as freely as the Sculptor with his clay, therefore with the same freedom
that...

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...became extinct? But the results of all these things are
nevertheless not thrown away: the inner...

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...too, free from mythology: hence one purely psychological.
Heretofore psychological explanations of religious conditions and
processes have...

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...is betrayed into this condition not through his
"fault" and "sin" but through a series of...

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...accepted but as to how it originated can no longer, in
the present state of comparative...

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...God. As formerly in his states of discouragement he
interpreted his conduct falsely so now he...

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...do
many thinkers bring themselves to views which are far from likely to
increase or improve their...

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...A god who sacrifices himself would be the most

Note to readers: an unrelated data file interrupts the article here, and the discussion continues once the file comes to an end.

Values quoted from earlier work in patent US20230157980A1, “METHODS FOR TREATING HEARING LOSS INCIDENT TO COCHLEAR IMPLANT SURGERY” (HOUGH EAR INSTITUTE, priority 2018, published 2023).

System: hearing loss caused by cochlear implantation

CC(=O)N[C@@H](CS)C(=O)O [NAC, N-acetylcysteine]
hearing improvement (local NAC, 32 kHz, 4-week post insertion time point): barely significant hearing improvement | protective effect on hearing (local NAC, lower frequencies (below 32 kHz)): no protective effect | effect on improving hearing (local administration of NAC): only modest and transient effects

powerful and most effective symbol of this...

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...means
whereby such natures may resist the general exhaustion of their will to
live (their nerves). They...

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...from being the general human opinion. It is
not even the opinion of all pessimists. Empedocles,...

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...called
need of salvation, which is the result not of a real but of an imaginary
sinfulness....

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...admiration and even
of prayer--at least in more simple times. Very soon the saint turns upon
himself...

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...he stood for
something that was far above the human standard in wisdom and goodness.
Faith in...